political challenges presently facing children, their parents and other caregivers, and U.S. society in general. These include: (1) dramatic changes in the nature of work, an increasingly strong link between education and employability, and greater difficulty for families at all income levels in balancing workplace and family responsibilities; (2) ongoing increases in the racial and ethnic diversity of the U.S. population and the persistence of significant racial and ethnic disparities in health and developmental outcomes; (3) the persistent poverty of young children and a growing gap between the wealthy and the poor; (4) continued high rates of community and family violence, as well as serious mental health problems that impose significant burdens on family functioning; (5) an increased reliance on market solutions to address complex social problems; (6) the devolution of some important responsibilities for the implementation of child and family policy to the state and local levels; and (7) conflicting views about the role of government and the balance between public and personal responsibility for the health and well-being of children.
The release of this report also comes at a somewhat sensitive time in the politics of early childhood intervention in the United States. Evaluations of a wide range of model programs and community-based replications have produced results both encouraging and disappointing, posing a critical challenge to those who are seeking to understand the conditions under which success is more likely than failure. This is also a time of significant expansion in state and local initiatives designed to improve the life chances of very young children. Fueled by headlines about the importance of the early years, as well as by increased national interest in school readiness, education reform, and the early roots of antisocial behavior and violent crime, this heightened public concern raises critical questions about which investments are most likely to make a significant difference for the most vulnerable young children. In this context, the most important task facing the committee is not to differentiate specific intervention programs that “work” from those that do not. Rather, it is to provide a scientifically grounded portrait of the most important achievements of early childhood and the environmental conditions that either promote or impede their accomplishment, and to point to directions for both action and further research toward those ends.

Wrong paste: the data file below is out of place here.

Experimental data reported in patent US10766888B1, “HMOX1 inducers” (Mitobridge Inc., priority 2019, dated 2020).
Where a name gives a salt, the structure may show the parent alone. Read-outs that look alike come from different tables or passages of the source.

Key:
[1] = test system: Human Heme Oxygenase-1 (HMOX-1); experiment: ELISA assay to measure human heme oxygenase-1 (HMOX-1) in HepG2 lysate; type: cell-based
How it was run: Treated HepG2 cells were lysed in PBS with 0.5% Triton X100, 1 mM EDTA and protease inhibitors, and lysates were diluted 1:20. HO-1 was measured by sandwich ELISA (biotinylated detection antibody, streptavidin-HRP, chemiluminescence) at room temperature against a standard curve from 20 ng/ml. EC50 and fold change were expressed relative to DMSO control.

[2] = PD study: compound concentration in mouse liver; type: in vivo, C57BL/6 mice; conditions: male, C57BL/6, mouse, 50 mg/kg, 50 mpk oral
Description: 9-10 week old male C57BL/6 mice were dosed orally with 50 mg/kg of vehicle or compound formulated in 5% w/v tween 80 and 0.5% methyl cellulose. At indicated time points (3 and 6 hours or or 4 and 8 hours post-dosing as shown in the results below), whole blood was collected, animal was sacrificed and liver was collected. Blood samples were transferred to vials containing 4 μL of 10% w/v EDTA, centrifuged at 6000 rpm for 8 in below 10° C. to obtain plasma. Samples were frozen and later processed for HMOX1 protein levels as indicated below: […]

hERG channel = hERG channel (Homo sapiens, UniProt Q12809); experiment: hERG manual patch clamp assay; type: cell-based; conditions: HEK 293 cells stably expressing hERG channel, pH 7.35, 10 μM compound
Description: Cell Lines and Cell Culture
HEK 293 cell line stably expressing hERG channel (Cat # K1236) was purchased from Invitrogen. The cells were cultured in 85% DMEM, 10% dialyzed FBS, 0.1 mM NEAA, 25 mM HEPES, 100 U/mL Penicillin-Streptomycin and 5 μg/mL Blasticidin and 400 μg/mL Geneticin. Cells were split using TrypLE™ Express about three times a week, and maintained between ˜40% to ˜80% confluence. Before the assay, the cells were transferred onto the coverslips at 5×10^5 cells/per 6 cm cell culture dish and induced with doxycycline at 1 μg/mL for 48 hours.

This report addresses two complementary agendas. The first is focused on the future and asks: How can society use knowledge about early childhood development to maximize the development of the nation' s human capital and ensure the ongoing vitality of its democratic institutions? The second is focused on the present and asks: How can the nation use knowledge to nurture, protect, and ensure the health and well-being of all young children as an important objective in its own right, regardless of whether measurable returns can be documented in the future? The first agenda